‘I have a huge number of oxygen cylinders but I don’t have any other equipment to go with them. That means the cylinders are unusable.’ This is how Scottish anaesthesiologist Dr Alan Thomson diagnoses his working conditions at the Oecussi hospital, a 12-hour boat ride west of East Timor’s capital, Dili.
The problem is caused by ‘dumping’ – donors who send inappropriate aid. East Timor’s underfunded healthcare system continues to rely heavily on international aid. But donors often give machinery that is inappropriate to the population, too expensive to operate, and requires either specially trained staff or additional technology not available.
Australian eye surgeon John Kearney – like his colleague Dr Thomson – is one of many overseas medical specialists who flies in two or three times a year to assist the East Timorese. ‘A lot of people think: “This is out of date, we’ll send it up to East Timor,”’ Dr Kearney says. As a consequence Dili National Hospital (just one of the hospitals he visits) receives products to treat cardiovascular disease and cancer: conditions that rarely affect the Timorese, who generally die of other things first.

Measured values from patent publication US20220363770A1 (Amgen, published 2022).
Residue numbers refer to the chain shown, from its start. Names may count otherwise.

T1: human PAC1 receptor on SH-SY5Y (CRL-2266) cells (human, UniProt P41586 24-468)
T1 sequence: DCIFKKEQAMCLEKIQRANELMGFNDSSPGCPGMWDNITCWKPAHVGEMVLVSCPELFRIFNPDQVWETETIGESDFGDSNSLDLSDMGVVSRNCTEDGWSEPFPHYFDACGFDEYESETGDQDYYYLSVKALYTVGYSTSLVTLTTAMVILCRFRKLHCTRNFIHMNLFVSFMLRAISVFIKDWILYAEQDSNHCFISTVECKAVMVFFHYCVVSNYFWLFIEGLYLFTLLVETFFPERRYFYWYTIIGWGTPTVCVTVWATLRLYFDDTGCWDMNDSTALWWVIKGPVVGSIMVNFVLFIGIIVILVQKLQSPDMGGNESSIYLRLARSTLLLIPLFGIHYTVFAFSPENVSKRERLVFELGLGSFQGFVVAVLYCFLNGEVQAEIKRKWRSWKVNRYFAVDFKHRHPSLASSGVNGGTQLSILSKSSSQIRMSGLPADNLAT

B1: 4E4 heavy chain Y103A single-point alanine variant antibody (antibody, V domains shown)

In other cases, the donated equipment can be too modern. Years of oppressive rule has left much of the population uneducated and untrained for healthcare. This is one of the reasons why Dr Kearney has a storage closet filled with ‘beautiful’ equipment that cannot be used.
While unusable donations are likely to continue, so too is East Timor’s dependence on foreign aid. As the country celebrated its second birthday on 20 May, the UN drastically scaled down its presence, leaving the Government with a need to pour its limited resources into improving security and police, not healthcare.Lynnette Hoffman
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